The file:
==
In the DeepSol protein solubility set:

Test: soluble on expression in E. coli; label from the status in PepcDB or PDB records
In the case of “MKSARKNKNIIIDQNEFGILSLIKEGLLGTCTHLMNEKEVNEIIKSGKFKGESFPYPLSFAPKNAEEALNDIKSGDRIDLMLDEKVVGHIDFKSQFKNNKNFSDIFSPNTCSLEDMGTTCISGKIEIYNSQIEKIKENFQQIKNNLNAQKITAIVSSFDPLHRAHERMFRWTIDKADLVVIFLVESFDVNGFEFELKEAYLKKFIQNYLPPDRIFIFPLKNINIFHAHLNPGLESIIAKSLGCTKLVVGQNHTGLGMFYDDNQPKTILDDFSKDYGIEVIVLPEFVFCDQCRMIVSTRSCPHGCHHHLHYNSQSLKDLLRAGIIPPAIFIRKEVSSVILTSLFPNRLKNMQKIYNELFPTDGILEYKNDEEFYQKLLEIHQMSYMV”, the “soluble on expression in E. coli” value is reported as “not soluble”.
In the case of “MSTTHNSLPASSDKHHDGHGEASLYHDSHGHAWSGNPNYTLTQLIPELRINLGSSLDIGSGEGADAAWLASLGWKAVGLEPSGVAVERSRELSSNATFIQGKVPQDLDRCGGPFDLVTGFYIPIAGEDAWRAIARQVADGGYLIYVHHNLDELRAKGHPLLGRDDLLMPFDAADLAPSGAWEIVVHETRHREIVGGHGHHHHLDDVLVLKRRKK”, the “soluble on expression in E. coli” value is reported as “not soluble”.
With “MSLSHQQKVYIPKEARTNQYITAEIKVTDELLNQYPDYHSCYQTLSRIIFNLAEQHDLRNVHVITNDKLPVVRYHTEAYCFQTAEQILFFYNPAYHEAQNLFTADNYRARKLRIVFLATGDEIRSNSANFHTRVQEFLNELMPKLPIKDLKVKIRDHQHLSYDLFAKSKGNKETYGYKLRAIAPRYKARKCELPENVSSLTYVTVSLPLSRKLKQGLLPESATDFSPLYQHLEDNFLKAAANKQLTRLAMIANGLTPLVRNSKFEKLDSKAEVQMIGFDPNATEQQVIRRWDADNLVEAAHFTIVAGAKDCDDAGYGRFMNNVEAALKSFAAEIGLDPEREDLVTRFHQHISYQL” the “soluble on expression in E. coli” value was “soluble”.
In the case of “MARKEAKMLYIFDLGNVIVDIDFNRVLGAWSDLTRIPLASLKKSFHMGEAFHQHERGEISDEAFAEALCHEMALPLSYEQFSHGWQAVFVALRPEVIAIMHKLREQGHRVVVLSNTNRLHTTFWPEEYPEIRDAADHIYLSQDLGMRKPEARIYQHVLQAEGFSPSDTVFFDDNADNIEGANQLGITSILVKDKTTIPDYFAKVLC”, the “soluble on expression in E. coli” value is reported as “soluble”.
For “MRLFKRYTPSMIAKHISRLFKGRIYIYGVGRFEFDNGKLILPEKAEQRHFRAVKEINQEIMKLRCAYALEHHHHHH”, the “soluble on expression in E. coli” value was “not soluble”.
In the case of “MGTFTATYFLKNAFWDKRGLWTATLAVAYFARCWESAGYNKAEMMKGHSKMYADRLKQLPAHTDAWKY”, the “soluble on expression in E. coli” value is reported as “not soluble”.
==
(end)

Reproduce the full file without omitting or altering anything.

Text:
In the DeepSol protein solubility set:

Test: soluble on expression in E. coli; label from the status in PepcDB or PDB records
In the case of “MKSARKNKNIIIDQNEFGILSLIKEGLLGTCTHLMNEKEVNEIIKSGKFKGESFPYPLSFAPKNAEEALNDIKSGDRIDLMLDEKVVGHIDFKSQFKNNKNFSDIFSPNTCSLEDMGTTCISGKIEIYNSQIEKIKENFQQIKNNLNAQKITAIVSSFDPLHRAHERMFRWTIDKADLVVIFLVESFDVNGFEFELKEAYLKKFIQNYLPPDRIFIFPLKNINIFHAHLNPGLESIIAKSLGCTKLVVGQNHTGLGMFYDDNQPKTILDDFSKDYGIEVIVLPEFVFCDQCRMIVSTRSCPHGCHHHLHYNSQSLKDLLRAGIIPPAIFIRKEVSSVILTSLFPNRLKNMQKIYNELFPTDGILEYKNDEEFYQKLLEIHQMSYMV”, the “soluble on expression in E. coli” value is reported as “not soluble”.
In the case of “MSTTHNSLPASSDKHHDGHGEASLYHDSHGHAWSGNPNYTLTQLIPELRINLGSSLDIGSGEGADAAWLASLGWKAVGLEPSGVAVERSRELSSNATFIQGKVPQDLDRCGGPFDLVTGFYIPIAGEDAWRAIARQVADGGYLIYVHHNLDELRAKGHPLLGRDDLLMPFDAADLAPSGAWEIVVHETRHREIVGGHGHHHHLDDVLVLKRRKK”, the “soluble on expression in E. coli” value is reported as “not soluble”.
With “MSLSHQQKVYIPKEARTNQYITAEIKVTDELLNQYPDYHSCYQTLSRIIFNLAEQHDLRNVHVITNDKLPVVRYHTEAYCFQTAEQILFFYNPAYHEAQNLFTADNYRARKLRIVFLATGDEIRSNSANFHTRVQEFLNELMPKLPIKDLKVKIRDHQHLSYDLFAKSKGNKETYGYKLRAIAPRYKARKCELPENVSSLTYVTVSLPLSRKLKQGLLPESATDFSPLYQHLEDNFLKAAANKQLTRLAMIANGLTPLVRNSKFEKLDSKAEVQMIGFDPNATEQQVIRRWDADNLVEAAHFTIVAGAKDCDDAGYGRFMNNVEAALKSFAAEIGLDPEREDLVTRFHQHISYQL” the “soluble on expression in E. coli” value was “soluble”.
In the case of “MARKEAKMLYIFDLGNVIVDIDFNRVLGAWSDLTRIPLASLKKSFHMGEAFHQHERGEISDEAFAEALCHEMALPLSYEQFSHGWQAVFVALRPEVIAIMHKLREQGHRVVVLSNTNRLHTTFWPEEYPEIRDAADHIYLSQDLGMRKPEARIYQHVLQAEGFSPSDTVFFDDNADNIEGANQLGITSILVKDKTTIPDYFAKVLC”, the “soluble on expression in E. coli” value is reported as “soluble”.
For “MRLFKRYTPSMIAKHISRLFKGRIYIYGVGRFEFDNGKLILPEKAEQRHFRAVKEINQEIMKLRCAYALEHHHHHH”, the “soluble on expression in E. coli” value was “not soluble”.
In the case of “MGTFTATYFLKNAFWDKRGLWTATLAVAYFARCWESAGYNKAEMMKGHSKMYADRLKQLPAHTDAWKY”, the “soluble on expression in E. coli” value is reported as “not soluble”.